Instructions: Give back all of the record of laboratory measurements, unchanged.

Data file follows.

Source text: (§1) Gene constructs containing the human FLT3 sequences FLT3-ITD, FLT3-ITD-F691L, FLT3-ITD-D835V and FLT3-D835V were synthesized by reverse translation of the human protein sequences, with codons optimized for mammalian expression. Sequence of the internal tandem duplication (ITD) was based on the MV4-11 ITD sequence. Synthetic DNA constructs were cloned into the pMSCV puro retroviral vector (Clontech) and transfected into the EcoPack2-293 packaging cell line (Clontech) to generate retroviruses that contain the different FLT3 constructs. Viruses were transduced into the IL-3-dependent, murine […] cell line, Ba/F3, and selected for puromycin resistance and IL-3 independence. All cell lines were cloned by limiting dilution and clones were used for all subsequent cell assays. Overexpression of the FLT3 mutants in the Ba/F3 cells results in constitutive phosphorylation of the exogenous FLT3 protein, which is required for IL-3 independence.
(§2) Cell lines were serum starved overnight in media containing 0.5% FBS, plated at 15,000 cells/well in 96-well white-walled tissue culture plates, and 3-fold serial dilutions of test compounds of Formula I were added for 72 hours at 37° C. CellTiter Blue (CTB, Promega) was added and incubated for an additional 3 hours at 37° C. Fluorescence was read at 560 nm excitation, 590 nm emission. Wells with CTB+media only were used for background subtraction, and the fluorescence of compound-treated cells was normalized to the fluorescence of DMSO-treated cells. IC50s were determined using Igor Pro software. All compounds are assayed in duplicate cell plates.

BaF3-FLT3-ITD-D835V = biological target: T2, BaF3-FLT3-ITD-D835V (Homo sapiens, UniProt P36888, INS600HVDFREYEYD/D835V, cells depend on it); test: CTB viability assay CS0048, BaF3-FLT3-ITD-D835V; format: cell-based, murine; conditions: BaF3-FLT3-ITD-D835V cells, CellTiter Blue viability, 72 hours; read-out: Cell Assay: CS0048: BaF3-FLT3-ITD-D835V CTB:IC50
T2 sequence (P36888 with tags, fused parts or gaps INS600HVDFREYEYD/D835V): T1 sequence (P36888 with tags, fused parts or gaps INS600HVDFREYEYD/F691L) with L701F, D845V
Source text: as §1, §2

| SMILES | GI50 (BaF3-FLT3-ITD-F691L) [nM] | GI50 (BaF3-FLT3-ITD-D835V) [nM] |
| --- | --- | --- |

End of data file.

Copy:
Source text: (§1) Gene constructs containing the human FLT3 sequences FLT3-ITD, FLT3-ITD-F691L, FLT3-ITD-D835V and FLT3-D835V were synthesized by reverse translation of the human protein sequences, with codons optimized for mammalian expression. Sequence of the internal tandem duplication (ITD) was based on the MV4-11 ITD sequence. Synthetic DNA constructs were cloned into the pMSCV puro retroviral vector (Clontech) and transfected into the EcoPack2-293 packaging cell line (Clontech) to generate retroviruses that contain the different FLT3 constructs. Viruses were transduced into the IL-3-dependent, murine […] cell line, Ba/F3, and selected for puromycin resistance and IL-3 independence. All cell lines were cloned by limiting dilution and clones were used for all subsequent cell assays. Overexpression of the FLT3 mutants in the Ba/F3 cells results in constitutive phosphorylation of the exogenous FLT3 protein, which is required for IL-3 independence.
(§2) Cell lines were serum starved overnight in media containing 0.5% FBS, plated at 15,000 cells/well in 96-well white-walled tissue culture plates, and 3-fold serial dilutions of test compounds of Formula I were added for 72 hours at 37° C. CellTiter Blue (CTB, Promega) was added and incubated for an additional 3 hours at 37° C. Fluorescence was read at 560 nm excitation, 590 nm emission. Wells with CTB+media only were used for background subtraction, and the fluorescence of compound-treated cells was normalized to the fluorescence of DMSO-treated cells. IC50s were determined using Igor Pro software. All compounds are assayed in duplicate cell plates.

BaF3-FLT3-ITD-D835V = biological target: T2, BaF3-FLT3-ITD-D835V (Homo sapiens, UniProt P36888, INS600HVDFREYEYD/D835V, cells depend on it); test: CTB viability assay CS0048, BaF3-FLT3-ITD-D835V; format: cell-based, murine; conditions: BaF3-FLT3-ITD-D835V cells, CellTiter Blue viability, 72 hours; read-out: Cell Assay: CS0048: BaF3-FLT3-ITD-D835V CTB:IC50
T2 sequence (P36888 with tags, fused parts or gaps INS600HVDFREYEYD/D835V): T1 sequence (P36888 with tags, fused parts or gaps INS600HVDFREYEYD/F691L) with L701F, D845V
Source text: as §1, §2

| SMILES | GI50 (BaF3-FLT3-ITD-F691L) [nM] | GI50 (BaF3-FLT3-ITD-D835V) [nM] |
| --- | --- | --- |